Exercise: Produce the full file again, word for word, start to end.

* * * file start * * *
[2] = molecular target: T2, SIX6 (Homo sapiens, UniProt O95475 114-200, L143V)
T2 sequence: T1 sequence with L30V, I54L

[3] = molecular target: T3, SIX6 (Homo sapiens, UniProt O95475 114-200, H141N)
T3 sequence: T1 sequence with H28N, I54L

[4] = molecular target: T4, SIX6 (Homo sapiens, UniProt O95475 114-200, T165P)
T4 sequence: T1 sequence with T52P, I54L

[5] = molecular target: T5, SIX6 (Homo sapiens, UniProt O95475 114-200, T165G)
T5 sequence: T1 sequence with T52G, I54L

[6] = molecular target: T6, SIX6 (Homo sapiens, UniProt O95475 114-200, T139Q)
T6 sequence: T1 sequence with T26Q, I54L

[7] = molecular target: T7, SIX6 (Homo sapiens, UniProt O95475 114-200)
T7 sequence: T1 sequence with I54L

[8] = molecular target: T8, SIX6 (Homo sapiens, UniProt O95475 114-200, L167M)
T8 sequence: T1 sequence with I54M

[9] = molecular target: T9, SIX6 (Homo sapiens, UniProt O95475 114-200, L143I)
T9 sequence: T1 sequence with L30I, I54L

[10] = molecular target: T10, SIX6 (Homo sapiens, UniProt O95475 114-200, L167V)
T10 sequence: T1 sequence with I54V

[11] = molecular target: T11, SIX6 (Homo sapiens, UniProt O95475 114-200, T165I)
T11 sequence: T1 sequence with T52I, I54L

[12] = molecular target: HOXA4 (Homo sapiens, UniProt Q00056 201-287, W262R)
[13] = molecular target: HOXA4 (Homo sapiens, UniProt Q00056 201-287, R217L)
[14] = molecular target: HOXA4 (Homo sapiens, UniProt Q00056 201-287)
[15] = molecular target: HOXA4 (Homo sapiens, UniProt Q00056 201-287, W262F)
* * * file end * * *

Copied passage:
[2] = molecular target: T2, SIX6 (Homo sapiens, UniProt O95475 114-200, L143V)
T2 sequence: T1 sequence with L30V, I54L

[3] = molecular target: T3, SIX6 (Homo sapiens, UniProt O95475 114-200, H141N)
T3 sequence: T1 sequence with H28N, I54L

[4] = molecular target: T4, SIX6 (Homo sapiens, UniProt O95475 114-200, T165P)
T4 sequence: T1 sequence with T52P, I54L

[5] = molecular target: T5, SIX6 (Homo sapiens, UniProt O95475 114-200, T165G)
T5 sequence: T1 sequence with T52G, I54L

[6] = molecular target: T6, SIX6 (Homo sapiens, UniProt O95475 114-200, T139Q)
T6 sequence: T1 sequence with T26Q, I54L

[7] = molecular target: T7, SIX6 (Homo sapiens, UniProt O95475 114-200)
T7 sequence: T1 sequence with I54L

[8] = molecular target: T8, SIX6 (Homo sapiens, UniProt O95475 114-200, L167M)
T8 sequence: T1 sequence with I54M

[9] = molecular target: T9, SIX6 (Homo sapiens, UniProt O95475 114-200, L143I)
T9 sequence: T1 sequence with L30I, I54L

[10] = molecular target: T10, SIX6 (Homo sapiens, UniProt O95475 114-200, L167V)
T10 sequence: T1 sequence with I54V

[11] = molecular target: T11, SIX6 (Homo sapiens, UniProt O95475 114-200, T165I)
T11 sequence: T1 sequence with T52I, I54L

[12] = molecular target: HOXA4 (Homo sapiens, UniProt Q00056 201-287, W262R)
[13] = molecular target: HOXA4 (Homo sapiens, UniProt Q00056 201-287, R217L)
[14] = molecular target: HOXA4 (Homo sapiens, UniProt Q00056 201-287)
[15] = molecular target: HOXA4 (Homo sapiens, UniProt Q00056 201-287, W262F)